THERE is general agreement that hearing conservation programs are essential in industry in spite of the fact that there is a paucity of acceptable data relating to the long-term effectiveness of such hearing conservation programs.
The data to be presented in succeeding portions of this paper should constitute at least a start in the direction of evaluation of the long-term effectiveness of an industrial hearing conservation program.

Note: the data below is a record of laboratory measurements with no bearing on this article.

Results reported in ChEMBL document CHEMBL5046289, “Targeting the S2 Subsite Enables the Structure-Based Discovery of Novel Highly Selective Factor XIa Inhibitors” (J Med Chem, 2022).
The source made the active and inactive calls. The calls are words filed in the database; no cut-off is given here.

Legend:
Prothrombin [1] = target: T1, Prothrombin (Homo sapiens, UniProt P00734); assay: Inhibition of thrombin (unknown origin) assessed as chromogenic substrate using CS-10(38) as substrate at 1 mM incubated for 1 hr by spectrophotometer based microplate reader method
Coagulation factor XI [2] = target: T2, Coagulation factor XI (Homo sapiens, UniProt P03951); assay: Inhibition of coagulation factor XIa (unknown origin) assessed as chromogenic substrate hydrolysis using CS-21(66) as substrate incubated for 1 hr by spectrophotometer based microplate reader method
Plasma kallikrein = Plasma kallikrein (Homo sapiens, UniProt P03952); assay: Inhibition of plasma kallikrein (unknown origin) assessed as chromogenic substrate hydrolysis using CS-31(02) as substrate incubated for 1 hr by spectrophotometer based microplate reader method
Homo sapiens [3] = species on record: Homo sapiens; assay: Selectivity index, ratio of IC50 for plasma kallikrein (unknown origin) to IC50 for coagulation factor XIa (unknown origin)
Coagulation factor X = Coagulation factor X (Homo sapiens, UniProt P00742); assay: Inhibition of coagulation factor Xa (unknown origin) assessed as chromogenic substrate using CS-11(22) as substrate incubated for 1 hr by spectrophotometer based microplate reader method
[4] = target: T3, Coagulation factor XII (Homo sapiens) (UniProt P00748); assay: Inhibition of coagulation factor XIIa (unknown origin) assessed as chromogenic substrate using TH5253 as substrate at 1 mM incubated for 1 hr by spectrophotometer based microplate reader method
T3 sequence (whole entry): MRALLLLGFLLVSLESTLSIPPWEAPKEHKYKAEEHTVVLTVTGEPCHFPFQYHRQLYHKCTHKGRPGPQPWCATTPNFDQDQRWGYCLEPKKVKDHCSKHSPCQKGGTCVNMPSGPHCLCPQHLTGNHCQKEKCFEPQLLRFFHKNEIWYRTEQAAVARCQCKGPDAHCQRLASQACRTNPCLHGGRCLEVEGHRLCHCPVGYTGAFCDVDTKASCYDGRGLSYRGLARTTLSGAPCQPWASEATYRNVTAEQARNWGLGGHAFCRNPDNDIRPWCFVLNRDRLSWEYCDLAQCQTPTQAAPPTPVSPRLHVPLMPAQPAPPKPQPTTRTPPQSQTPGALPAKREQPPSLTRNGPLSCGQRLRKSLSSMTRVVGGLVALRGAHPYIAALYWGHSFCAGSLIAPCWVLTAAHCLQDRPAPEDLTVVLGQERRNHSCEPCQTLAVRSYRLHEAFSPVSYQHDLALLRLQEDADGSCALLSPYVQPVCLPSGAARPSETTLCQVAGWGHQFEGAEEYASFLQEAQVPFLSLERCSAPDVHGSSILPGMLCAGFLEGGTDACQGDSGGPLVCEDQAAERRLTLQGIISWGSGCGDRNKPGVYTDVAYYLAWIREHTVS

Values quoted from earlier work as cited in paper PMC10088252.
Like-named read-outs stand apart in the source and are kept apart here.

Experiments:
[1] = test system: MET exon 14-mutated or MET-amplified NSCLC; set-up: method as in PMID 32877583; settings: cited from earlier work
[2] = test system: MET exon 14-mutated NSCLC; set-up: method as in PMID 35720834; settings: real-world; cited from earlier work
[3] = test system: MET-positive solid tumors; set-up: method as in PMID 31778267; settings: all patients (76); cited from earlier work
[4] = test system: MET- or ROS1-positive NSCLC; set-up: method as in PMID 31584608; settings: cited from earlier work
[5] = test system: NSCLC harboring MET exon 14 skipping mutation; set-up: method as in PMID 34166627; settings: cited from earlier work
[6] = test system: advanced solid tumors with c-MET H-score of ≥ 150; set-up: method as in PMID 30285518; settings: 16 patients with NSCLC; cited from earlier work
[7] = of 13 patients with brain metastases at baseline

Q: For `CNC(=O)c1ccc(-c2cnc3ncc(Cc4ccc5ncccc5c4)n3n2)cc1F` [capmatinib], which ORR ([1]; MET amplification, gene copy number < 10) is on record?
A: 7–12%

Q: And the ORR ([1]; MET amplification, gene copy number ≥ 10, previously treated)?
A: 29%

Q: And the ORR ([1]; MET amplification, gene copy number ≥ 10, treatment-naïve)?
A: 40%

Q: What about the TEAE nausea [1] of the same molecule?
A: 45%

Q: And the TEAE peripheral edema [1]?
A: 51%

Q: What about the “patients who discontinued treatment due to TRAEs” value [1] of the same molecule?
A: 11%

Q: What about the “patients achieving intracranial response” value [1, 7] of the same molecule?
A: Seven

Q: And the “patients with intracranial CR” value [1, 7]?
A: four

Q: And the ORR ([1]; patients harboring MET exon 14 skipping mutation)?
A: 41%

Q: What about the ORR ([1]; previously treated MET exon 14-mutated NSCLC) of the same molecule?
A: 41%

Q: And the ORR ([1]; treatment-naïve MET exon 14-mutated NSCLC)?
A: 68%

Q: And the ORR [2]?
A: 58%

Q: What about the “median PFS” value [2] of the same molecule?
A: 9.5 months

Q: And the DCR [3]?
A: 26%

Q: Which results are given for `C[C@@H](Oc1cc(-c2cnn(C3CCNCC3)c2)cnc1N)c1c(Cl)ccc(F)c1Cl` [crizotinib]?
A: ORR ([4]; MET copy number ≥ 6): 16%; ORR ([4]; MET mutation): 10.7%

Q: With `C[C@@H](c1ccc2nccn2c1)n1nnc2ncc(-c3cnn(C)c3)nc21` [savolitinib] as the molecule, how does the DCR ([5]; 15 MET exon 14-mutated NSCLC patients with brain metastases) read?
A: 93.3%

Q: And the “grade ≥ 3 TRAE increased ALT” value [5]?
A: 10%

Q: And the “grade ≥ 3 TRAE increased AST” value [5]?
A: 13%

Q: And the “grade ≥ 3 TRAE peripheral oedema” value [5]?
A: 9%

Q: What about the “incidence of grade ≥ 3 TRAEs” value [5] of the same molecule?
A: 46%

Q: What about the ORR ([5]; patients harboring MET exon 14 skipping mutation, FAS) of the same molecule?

The program to be described began in 1956 prior to the start of plant production. The plant in which it was conducted was one connected with the ore extraction industry. Preplacement audiograms were done on all prospective employees, with a work force of approximately 2,200 people. The reference audiograms were obtained using a portable audiometer in a testing booth. A biological (real ear) calibration was accomplished before each daily use of the audiometer, monthly on normals, with an annual return of the